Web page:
Cardella: Diary of a Hypochondriac

Hypochondriacs are held in low public regard. People have no sympathy for someone who always complains about imaginary illnesses. I believe hypochondriacs are sadly misunderstood. I should know. I am one. A hypochondriac is someone who always is sick, only no one knows it but him or herself. Hypochondriacs don’t need doctors, contrary to popular belief. They’ve already self-diagnosed their illness. Diagnostic tests don’t mean anything to hypochondriacs. Either the test results confirm what the hypochondriac already dreads or … if the results show that there is no illness … the hypochondriac believes the results are wrong. What infallible medical insights we hypochondriacs are blessed with.

I was raised by a mother who was a hypochondriac. She was ill practically her entire life. One day at the ripe age of 85, she died. I thought about having her headstone inscription read, “See, I told you I was sick.”

When I was about 10 years old, my younger sister came down with the chicken pox. To protect me against possible contagion, my parents shipped me off to my aunt’s. I stayed there until my sister’s pox was gone. No sooner did I return home than I was diagnosed with scarlet fever. At that point, I realized a pattern was being formed. I couldn’t be protected.

As a functioning hypochondriac, I believe I’ve had some really exotic illnesses. When I was 14, someone bumped into me and stuck me with the tip of their umbrella. I swore I’d been poisoned by Josef Stalin. Somehow I survived that incident, but I know that Putin is just waiting to get a second crack at me.

When I was stationed at Lackland AFB in the early ‘60s for training in the Air Force Reserve, my bunk bed was reassigned. I woke up facing the wall after spending my first night and screamed that I was blind. I was having enough trouble getting through basic training, how could I make it through blind? I’m not a religious man, but my blindness miraculously went away — only for me to wind up in an Air Force hospital with infectious cellulitis. Hypochondriacs do not enjoy long periods between illnesses.

After I was married, I developed a plantar wart on the bottom of my foot. It happened when we spent a weekend with friends at the New York World’s Fair. I spent most of our “pleasure trip” complaining of unbearable pain in my foot. The incident was written off as another example of my hypochondria until my doctor confirmed the wart growing inside my foot. She also told me that I had the feet of a 65-year-old man (I was 25 at the time).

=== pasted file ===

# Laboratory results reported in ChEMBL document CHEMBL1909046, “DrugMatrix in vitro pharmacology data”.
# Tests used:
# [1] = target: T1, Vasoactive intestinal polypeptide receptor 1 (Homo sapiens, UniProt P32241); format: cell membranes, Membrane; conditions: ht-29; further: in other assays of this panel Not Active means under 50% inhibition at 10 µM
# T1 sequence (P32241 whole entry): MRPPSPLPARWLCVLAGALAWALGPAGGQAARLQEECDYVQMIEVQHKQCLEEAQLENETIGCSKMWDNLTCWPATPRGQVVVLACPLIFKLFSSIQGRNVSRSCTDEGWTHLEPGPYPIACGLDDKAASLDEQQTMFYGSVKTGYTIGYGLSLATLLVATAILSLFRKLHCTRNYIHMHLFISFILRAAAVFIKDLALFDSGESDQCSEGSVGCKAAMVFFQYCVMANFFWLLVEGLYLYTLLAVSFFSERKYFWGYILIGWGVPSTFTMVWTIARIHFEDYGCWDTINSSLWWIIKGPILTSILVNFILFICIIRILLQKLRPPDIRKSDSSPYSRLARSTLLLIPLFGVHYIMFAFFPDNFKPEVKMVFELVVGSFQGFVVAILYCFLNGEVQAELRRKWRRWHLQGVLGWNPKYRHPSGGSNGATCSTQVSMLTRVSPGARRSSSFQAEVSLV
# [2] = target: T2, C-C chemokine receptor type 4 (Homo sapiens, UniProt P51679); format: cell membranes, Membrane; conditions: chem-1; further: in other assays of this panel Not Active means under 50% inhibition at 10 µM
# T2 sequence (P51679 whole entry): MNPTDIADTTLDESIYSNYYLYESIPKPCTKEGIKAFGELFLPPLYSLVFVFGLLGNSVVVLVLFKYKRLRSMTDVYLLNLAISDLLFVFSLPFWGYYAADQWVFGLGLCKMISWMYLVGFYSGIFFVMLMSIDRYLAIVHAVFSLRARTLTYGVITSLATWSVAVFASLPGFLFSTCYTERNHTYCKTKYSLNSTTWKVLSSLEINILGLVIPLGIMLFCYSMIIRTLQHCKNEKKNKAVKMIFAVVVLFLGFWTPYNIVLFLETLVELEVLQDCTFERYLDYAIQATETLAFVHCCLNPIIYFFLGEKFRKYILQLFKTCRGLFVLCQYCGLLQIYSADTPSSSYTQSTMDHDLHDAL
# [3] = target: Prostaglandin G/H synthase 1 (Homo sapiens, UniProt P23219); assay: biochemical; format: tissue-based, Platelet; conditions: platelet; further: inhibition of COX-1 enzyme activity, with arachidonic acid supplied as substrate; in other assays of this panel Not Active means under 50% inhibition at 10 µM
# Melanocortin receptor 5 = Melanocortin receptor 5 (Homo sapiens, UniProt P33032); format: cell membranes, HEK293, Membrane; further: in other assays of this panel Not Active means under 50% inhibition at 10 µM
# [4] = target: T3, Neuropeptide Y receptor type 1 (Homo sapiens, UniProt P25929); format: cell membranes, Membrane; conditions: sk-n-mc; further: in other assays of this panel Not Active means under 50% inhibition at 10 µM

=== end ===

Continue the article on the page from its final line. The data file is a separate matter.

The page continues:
Two years later, I was stricken with kidney problems that required surgery. I spent a period of time in the hospital with tubes sticking out of every orifice and a bag in which to do my business. My male nurse nicknamed me “hypo” — short for hypochondriac. Did he think I had chosen to wear a bag as part of my Easter outfit? Luckily, the bag was only temporary. But I was forced to spend 10 days flat on my back while my wife tried to feed me peas. This was well over 50 years ago, and I’m still finding peas in my pajamas.

Has aging cured my hypochondria? In a word: ”No!” Things have only gotten worse. The years have passed, and things have only gotten worse in the last 15 years. My kidneys finally quit on me. My wife donated one of hers. Her friends thought she was crazy. It’s like putting new tires on a car that has engine trouble, I believe one of them said. “What else could happen to him now?” she replied. The answer came about five years later. Colon cancer. By now I was getting pissed, too.

The colon cancer was excised, and we moved on to a relatively quiet period in our lives. That is, if you ignore the trip to the hospital for a bacterial infection. The medical folks swore I had contracted a highly unusual illness normally suffered by farmers. I thought I’d had a bad pork chop. And there was a side trip to Jefferson Hospital for internal bleeding caused by one of those new-fangled blood thinners that either help you or kill you. Then came the pandemic.

Fran and I got our shots, but not before I was exposed to COVID-19 (we tested negative). But the weight of my medical history had fully activated my hypochondria by now. I made another trip to the ER when my blood pressure soared over 200. The attending physician remarked that I looked great and didn’t think my condition was life-threatening.

I began taking my blood pressure twice a day and keeping a diary. My medication was switched three or four times. All I had to do was look at the blood pressure cuff on my dining room table for my pressure to go up.

My Jeff doctors all assure me that my latest series of blood tests are fine (“Not just good, but terrific,” one doc said). My cardiologist advised me to stop taking my blood pressure. “You seem to need a lot of reassurance,” he said. Did I detect a sour tone?

He was right. I do. Lots of reassurance. My wife has taken to rolling her eyes when I mention the tickle in my throat or my achy knees or that I have a slightly elevated temperature. I would wear my mask if my wife didn’t object during marital relations. She grew angry when I tried social distancing during sex.

I no longer take my blood pressure. But I do take my temperature a lot. 

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